RIP is an Application Layer protocol. The application that is using the protocol is the RIP routing process / application on each router.
An application layer protocol will still rely upon lower layers (Transport, Network, Data Link and Physical) to help deliver the Application data. In this case, the RIP data is the contents of a router's routing table. If you examine a packet capture from Wireshark or nmap, you will see that in order to deliver the RIP data, it will rely upon UDP, with port number 520 which is used the RIP routing process, at the Transport layer.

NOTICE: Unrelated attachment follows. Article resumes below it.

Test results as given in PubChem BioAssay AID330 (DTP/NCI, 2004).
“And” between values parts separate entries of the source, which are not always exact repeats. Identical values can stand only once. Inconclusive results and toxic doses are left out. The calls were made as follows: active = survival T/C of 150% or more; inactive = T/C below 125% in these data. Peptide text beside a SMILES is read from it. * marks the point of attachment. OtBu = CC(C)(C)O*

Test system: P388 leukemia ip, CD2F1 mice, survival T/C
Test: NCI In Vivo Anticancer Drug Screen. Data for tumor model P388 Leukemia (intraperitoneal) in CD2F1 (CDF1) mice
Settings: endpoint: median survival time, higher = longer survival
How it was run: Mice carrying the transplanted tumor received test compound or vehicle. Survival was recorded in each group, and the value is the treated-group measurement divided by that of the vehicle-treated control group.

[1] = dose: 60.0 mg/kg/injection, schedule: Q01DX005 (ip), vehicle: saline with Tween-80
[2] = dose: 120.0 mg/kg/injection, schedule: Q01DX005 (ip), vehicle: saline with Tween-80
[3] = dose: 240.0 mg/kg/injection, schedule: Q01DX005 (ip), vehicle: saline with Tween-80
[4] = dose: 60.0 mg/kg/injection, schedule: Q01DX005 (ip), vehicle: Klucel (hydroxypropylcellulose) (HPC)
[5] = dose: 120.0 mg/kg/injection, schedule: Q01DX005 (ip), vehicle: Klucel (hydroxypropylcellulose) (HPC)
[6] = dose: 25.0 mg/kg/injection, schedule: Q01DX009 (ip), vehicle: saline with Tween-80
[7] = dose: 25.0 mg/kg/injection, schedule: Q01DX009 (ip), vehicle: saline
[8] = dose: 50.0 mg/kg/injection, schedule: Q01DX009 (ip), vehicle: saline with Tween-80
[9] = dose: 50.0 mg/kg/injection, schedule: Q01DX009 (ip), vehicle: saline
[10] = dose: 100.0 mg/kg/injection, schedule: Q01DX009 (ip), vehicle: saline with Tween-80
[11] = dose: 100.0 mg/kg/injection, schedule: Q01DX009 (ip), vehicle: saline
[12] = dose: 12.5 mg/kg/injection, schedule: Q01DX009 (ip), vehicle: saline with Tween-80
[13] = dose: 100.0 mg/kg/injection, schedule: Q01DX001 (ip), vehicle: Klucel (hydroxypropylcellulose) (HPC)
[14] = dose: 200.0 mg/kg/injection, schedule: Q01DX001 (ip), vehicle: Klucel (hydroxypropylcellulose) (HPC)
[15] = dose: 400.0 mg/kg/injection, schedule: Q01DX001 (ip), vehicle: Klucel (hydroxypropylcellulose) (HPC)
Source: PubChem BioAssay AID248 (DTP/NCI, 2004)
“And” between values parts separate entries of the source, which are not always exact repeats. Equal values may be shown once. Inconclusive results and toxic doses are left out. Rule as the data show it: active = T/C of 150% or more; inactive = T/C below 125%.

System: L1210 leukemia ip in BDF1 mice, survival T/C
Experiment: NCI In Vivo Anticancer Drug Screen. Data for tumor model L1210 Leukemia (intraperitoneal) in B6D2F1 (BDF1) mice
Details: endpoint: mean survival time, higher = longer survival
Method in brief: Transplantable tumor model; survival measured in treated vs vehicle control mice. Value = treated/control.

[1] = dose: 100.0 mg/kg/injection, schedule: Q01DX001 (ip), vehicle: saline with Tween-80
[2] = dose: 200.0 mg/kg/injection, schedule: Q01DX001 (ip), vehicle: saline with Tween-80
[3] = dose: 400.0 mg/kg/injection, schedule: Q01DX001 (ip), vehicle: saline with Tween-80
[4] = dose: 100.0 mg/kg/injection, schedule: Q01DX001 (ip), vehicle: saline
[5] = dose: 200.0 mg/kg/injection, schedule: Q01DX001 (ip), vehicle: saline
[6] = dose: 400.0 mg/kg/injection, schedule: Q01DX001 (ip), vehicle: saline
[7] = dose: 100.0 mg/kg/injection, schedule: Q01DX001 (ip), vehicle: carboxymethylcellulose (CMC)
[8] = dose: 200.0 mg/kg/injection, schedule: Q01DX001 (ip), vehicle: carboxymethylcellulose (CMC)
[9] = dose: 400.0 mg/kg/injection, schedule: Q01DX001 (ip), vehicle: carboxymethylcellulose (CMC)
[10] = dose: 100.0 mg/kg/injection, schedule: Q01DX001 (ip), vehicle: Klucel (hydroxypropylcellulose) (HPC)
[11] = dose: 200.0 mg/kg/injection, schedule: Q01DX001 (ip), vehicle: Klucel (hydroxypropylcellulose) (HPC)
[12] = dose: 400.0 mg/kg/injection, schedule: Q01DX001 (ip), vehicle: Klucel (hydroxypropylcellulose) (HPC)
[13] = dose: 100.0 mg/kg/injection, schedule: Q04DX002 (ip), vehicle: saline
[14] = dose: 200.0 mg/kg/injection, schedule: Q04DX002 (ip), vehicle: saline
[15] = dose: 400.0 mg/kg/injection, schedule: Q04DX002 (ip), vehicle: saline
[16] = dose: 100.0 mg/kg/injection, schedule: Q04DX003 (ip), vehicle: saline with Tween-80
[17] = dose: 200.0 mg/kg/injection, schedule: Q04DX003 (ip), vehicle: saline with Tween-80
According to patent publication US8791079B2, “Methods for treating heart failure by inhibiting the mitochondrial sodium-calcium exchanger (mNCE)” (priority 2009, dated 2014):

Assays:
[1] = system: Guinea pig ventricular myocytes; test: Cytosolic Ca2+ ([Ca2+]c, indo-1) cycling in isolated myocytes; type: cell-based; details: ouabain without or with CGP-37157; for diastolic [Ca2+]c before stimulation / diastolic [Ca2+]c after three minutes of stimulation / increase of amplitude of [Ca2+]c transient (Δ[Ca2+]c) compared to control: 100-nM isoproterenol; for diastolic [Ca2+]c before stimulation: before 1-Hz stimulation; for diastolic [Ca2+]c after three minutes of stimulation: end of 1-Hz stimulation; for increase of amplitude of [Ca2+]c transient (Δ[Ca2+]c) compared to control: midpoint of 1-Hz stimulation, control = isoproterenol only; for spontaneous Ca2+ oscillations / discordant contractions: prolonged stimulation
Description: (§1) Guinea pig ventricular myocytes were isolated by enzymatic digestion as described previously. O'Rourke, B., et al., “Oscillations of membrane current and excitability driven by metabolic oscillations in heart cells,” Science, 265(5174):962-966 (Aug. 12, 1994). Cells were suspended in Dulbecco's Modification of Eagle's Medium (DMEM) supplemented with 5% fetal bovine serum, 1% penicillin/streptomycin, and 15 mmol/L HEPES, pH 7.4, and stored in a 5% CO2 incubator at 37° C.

As for the Network layer, a standard IPv4 or IPv6 header is used. In the case of IPv4 and RIPv1 the destination address is the broadcast address, 255.255.255.255. In the case of and IPv4 and RIPv2 the destination address is a multicasting address, specifically 220.127.116.11.
As for a formal executable name, the RIP routing process may be called something different on different routers. However these processes/applications are the ones sharing data, hence RIP is an Application Layer protocol.